Reviewed by Sep 30, 2020| Updated on
Scalability is defined as a property of a model, system, or function that defines its capacity to cope with and operate in good condition when the workload is expanding or increasing. Systems that are able to scale well would be in a position to keep up to or even increase its performance level/effectiveness despite when under the pressure of higher operational needs.
In markets, scalability often refers to the ability of financial institutions to control the higher demands from the market. When it comes to the corporate environment, scalable companies are those that are able to maintain or enhance profit margins when the volume of sales increases.
Be it in financial content or from the viewpoint of the strategy of business scalability describes an enterprise's capability to expand without being affected either by its structure or resources that are available when there is a demand for the increment in its production.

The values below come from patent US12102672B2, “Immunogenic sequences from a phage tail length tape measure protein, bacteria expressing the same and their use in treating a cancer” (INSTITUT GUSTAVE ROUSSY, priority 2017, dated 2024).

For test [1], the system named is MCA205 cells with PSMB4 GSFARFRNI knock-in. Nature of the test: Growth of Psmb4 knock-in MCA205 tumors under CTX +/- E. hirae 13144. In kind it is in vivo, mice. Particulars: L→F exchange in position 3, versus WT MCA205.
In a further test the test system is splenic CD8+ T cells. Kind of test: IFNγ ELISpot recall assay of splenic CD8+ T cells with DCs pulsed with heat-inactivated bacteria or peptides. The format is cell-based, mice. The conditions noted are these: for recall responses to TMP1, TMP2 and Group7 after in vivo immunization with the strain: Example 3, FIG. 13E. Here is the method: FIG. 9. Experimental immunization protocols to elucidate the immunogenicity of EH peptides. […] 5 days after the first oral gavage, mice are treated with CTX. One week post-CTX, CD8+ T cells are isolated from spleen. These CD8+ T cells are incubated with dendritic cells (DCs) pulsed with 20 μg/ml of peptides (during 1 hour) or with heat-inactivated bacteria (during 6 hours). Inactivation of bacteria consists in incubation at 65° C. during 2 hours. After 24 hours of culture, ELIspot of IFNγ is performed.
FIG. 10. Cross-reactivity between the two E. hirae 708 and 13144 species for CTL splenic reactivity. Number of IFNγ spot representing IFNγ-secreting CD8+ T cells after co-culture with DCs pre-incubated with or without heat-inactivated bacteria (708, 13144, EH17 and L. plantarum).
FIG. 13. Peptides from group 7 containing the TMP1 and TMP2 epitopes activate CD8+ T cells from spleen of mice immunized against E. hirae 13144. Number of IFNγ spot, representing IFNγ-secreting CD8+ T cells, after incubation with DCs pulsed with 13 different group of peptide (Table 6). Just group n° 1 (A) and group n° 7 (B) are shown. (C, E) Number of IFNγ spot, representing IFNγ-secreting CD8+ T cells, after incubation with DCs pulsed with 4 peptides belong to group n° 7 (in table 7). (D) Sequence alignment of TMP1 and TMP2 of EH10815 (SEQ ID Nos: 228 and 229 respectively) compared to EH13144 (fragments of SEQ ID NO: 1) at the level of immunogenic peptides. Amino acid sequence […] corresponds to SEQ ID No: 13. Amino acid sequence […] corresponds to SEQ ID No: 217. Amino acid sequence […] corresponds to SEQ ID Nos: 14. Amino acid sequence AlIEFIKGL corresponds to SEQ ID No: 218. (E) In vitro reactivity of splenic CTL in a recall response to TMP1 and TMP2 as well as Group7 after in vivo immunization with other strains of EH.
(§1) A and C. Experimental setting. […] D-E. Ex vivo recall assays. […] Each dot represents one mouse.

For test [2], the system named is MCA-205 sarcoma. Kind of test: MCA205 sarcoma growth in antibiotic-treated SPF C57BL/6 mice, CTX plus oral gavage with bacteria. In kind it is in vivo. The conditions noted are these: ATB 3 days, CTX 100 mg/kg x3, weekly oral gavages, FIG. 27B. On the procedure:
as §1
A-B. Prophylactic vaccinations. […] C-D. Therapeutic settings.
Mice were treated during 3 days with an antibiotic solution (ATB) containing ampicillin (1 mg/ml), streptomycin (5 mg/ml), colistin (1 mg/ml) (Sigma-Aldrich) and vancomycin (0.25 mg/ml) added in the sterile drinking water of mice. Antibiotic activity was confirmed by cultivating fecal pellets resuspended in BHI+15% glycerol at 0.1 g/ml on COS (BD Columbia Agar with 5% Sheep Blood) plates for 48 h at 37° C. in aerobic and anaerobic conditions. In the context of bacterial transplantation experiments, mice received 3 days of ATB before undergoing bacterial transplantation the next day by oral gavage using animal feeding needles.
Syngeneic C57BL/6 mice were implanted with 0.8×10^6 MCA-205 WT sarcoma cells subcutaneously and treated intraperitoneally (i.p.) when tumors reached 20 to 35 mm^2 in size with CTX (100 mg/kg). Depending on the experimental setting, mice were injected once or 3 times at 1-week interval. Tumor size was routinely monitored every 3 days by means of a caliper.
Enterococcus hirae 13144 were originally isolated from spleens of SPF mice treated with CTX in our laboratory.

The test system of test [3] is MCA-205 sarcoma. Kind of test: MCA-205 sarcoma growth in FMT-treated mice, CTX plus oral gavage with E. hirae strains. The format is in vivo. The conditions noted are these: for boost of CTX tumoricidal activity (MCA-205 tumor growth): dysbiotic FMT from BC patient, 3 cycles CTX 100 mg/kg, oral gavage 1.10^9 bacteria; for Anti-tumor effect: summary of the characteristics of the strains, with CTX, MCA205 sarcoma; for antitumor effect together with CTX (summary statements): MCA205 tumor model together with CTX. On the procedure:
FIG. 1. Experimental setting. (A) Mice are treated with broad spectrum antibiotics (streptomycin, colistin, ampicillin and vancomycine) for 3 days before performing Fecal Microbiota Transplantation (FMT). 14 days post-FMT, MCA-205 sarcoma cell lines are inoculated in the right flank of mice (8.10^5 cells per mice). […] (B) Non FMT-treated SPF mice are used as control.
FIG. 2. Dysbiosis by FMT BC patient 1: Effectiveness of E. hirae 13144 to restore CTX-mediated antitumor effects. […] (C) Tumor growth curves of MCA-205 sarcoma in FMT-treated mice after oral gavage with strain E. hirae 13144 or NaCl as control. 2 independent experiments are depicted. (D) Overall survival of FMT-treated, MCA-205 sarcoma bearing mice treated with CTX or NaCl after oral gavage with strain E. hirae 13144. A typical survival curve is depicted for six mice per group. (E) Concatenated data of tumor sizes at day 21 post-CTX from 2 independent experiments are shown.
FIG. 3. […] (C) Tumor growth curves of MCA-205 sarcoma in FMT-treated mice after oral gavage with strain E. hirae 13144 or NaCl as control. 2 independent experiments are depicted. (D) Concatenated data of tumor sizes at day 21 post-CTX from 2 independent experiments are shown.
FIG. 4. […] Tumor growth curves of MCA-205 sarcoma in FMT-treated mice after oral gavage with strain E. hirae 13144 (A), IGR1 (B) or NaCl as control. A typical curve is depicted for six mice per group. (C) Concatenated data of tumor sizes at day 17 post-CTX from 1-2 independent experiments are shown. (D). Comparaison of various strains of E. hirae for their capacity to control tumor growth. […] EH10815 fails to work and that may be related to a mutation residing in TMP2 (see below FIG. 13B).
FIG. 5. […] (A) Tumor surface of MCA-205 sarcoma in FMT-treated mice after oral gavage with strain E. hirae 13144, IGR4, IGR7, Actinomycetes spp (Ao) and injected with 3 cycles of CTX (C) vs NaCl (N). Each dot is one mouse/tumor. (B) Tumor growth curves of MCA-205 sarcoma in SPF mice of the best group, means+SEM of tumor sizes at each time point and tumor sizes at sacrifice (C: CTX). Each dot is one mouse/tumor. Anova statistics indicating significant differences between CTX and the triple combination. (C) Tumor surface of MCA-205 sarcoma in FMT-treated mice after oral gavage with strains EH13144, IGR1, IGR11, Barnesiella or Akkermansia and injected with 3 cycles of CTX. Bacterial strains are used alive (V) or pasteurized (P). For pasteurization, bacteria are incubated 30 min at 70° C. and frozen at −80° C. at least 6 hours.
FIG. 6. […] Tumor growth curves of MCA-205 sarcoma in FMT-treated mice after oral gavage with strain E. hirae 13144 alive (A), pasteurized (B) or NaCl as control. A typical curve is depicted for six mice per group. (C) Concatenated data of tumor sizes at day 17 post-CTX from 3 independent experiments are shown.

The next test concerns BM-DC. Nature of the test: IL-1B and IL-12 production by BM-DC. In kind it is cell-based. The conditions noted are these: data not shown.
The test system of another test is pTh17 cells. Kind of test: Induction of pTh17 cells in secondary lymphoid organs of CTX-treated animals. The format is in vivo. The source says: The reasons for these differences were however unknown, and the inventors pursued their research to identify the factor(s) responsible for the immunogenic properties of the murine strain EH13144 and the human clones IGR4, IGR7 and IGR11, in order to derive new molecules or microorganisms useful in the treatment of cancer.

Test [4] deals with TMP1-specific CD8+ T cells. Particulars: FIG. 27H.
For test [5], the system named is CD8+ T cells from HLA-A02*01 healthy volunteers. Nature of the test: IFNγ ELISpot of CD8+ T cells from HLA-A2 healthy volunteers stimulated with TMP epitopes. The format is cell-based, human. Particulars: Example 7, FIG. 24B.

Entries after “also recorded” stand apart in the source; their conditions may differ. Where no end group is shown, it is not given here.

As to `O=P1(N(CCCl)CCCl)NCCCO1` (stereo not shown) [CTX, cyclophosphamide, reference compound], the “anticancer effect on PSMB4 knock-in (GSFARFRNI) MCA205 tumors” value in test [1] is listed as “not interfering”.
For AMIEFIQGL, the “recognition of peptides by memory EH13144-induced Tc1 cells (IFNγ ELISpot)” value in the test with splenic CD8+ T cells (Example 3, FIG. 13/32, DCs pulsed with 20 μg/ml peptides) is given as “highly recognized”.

The concept of scalability is now extensively relevant due to technology being more and more accessible for the customers and has made it easy for businesses to acquire customers and expand their market presence.
Some information technology companies, for instance, possess an incredible capability to quickly scale themselves, thus giving themselves a great chance to acquire more customers. One of the main reasons why this is possible is that they can meet the rising demands when under immense pressure.
The companies with a low operating cost and minimum-to-no burden of warehousing and inventory will not be in need of too many resources or workspace to increase significantly over a short time.
Systems scaling to cope with the requirement will maintain its efficiency level. The concept of scalability is related to economies of scale. When there is increased production with an increase in cost and reduced profits, then it is referred to as diseconomies of scale.